Can a business be sued for not allowing someone to make a personal call?

UPDATED: Sep 30, 2022

Advertiser Disclosure

It’s all about you. We want to help you make the right legal decisions.

We strive to help you make confident insurance and legal decisions. Finding trusted and reliable insurance quotes and legal advice should be easy. This doesn’t influence our content. Our opinions are our own.

UPDATED: Sep 30, 2022Fact Checked

Get Legal Help Today

Compare Quotes From Top Companies and Save

secured lock Secured with SHA-256 Encryption

Can a business be sued for not allowing someone to make a personal call?

I am a manager at a store that does not
allow customers to use the store’s land
lines to make calls. A person demanded
I let them use our phone to make an
emergency call to someone. I told him I
would call an ambulance for him if he
needed it but he refused on the grounds
that he didn’t want to pay for it. I
told him he could not use our phone to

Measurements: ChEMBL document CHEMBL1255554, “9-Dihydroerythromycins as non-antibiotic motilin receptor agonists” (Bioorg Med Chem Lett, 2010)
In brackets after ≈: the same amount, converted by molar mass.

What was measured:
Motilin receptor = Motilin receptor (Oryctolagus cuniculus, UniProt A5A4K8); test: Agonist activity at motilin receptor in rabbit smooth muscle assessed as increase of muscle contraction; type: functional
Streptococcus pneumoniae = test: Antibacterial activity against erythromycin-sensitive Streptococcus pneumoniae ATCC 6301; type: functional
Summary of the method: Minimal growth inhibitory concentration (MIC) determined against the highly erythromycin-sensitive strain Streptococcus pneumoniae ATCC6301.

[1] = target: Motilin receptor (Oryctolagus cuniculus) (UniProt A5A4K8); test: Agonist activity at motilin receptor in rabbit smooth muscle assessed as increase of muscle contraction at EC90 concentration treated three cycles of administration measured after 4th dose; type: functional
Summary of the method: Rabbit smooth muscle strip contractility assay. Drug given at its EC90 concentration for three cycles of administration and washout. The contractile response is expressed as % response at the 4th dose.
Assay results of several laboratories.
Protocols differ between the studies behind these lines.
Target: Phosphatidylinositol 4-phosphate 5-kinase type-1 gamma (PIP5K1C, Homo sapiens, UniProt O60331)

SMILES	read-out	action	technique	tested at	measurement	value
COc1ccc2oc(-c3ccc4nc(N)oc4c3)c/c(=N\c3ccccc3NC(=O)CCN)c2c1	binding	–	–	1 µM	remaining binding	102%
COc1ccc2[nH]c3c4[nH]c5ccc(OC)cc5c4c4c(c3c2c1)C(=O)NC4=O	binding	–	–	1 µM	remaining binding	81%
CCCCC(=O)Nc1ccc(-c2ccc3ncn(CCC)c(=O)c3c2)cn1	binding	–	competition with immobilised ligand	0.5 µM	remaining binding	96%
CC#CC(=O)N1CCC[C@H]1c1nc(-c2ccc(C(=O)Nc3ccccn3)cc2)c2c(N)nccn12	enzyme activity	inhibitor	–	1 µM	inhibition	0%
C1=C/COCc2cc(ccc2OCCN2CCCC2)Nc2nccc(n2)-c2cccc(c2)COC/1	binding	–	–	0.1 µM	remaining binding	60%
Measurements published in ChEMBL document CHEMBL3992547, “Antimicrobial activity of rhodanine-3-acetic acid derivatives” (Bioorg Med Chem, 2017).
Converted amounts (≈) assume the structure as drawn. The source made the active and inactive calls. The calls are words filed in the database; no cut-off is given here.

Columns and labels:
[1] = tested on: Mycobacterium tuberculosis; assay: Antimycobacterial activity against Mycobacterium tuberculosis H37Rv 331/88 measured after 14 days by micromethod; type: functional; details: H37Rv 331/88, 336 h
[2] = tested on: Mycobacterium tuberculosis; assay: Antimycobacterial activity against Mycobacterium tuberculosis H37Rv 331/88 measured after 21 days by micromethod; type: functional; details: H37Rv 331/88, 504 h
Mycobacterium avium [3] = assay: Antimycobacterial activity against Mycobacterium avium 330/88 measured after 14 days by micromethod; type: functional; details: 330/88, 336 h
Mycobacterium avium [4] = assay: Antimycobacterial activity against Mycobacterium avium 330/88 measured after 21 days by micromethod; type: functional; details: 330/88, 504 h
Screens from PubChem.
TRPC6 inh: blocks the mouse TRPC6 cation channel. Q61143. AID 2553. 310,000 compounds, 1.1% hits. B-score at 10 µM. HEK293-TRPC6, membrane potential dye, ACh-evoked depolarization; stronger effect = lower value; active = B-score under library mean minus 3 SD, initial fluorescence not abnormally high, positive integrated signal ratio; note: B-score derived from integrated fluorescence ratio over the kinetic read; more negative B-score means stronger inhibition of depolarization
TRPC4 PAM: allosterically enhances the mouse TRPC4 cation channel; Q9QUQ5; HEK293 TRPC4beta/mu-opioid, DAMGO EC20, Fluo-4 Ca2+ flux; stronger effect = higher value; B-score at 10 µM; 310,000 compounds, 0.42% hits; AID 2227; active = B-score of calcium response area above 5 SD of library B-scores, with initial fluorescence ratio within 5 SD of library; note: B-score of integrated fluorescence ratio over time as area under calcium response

make a personal call but I would call
emergency services for him. He then
threatened a lawsuit if I didn’t let
him make his call. I let him make the
call, he never mentioned a hospital or
any sort of medical issue during the
call. Would he have had a case if I
refused the call? This happened in

Asked on August 22, 2016 under Business Law, Colorado


SJZ, Member, New York Bar / FreeAdvice Contributing Attorney

Answered 6 years ago | Contributor

No, he would not have had any case whatsoever. There is no legal obligation for *anyone*--business or private citizen--to let anyone else use their phone for any purpose, even for emergency phone calls. While you of course can choose to let them use the phone, you do not have to, and may safely say "no."

IMPORTANT NOTICE: The Answer(s) provided above are for general information only. The attorney providing the answer was not serving as the attorney for the person submitting the question or in any attorney-client relationship with such person. Laws may vary from state to state, and sometimes change. Tiny variations in the facts, or a fact not set forth in a question, often can change a legal outcome or an attorney's conclusion. Although has verified the attorney was admitted to practice law in at least one jurisdiction, he or she may not be authorized to practice law in the jurisdiction referred to in the question, nor is he or she necessarily experienced in the area of the law involved. Unlike the information in the Answer(s) above, upon which you should NOT rely, for personal advice you can rely upon we suggest you retain an attorney to represent you.

Get Legal Help Today

Find the right lawyer for your legal issue.

secured lock Secured with SHA-256 Encryption